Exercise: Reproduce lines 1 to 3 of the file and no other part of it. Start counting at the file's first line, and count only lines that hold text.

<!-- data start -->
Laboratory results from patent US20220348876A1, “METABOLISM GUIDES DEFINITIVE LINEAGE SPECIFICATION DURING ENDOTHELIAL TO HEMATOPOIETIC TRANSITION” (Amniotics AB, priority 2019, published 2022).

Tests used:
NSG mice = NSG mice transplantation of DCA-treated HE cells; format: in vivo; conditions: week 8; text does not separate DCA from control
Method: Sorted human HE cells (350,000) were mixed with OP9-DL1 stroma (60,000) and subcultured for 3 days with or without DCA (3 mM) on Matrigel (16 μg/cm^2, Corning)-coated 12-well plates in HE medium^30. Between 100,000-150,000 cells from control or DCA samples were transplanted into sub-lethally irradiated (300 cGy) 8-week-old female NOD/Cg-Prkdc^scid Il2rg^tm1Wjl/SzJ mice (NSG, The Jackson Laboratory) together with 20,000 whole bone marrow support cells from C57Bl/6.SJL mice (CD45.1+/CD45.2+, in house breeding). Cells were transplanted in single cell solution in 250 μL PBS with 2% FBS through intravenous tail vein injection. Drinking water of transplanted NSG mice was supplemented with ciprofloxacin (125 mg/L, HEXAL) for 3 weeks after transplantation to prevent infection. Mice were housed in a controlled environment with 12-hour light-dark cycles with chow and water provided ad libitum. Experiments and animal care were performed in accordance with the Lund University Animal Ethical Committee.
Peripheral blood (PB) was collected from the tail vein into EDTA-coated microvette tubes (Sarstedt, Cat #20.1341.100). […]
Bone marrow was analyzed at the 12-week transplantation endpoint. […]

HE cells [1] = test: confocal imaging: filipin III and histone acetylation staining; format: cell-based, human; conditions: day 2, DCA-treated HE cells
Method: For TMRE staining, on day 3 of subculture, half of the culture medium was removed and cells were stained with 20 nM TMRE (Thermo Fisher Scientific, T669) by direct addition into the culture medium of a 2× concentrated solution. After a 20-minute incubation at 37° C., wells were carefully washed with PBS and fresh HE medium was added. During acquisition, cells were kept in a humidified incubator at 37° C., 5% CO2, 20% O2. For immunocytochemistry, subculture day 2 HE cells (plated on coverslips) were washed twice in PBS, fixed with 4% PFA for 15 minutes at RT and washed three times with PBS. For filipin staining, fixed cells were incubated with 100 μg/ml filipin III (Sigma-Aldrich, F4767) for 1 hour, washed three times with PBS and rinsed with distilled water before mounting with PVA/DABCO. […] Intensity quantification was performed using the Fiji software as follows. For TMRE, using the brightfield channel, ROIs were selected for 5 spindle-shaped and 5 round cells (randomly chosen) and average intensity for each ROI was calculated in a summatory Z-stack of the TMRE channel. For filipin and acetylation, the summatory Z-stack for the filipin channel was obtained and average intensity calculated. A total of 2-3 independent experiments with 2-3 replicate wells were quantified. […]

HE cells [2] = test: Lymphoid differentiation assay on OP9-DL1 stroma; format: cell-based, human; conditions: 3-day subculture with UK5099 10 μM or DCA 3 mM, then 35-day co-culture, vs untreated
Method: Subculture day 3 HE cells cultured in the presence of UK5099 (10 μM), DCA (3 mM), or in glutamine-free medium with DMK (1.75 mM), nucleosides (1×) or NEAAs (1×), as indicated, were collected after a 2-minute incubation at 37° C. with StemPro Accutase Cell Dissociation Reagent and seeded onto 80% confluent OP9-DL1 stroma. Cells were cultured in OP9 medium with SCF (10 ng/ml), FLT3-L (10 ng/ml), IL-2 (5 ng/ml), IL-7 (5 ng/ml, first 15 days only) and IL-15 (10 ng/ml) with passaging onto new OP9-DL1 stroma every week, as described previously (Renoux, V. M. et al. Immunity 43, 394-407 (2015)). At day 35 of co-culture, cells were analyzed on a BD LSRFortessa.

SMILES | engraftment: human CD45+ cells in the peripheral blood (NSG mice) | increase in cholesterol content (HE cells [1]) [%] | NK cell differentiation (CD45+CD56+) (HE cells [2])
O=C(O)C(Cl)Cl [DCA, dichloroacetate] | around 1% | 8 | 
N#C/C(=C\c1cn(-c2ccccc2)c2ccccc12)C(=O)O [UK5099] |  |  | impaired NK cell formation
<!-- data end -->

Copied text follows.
Laboratory results from patent US20220348876A1, “METABOLISM GUIDES DEFINITIVE LINEAGE SPECIFICATION DURING ENDOTHELIAL TO HEMATOPOIETIC TRANSITION” (Amniotics AB, priority 2019, published 2022).

Tests used:
NSG mice = NSG mice transplantation of DCA-treated HE cells; format: in vivo; conditions: week 8; text does not separate DCA from control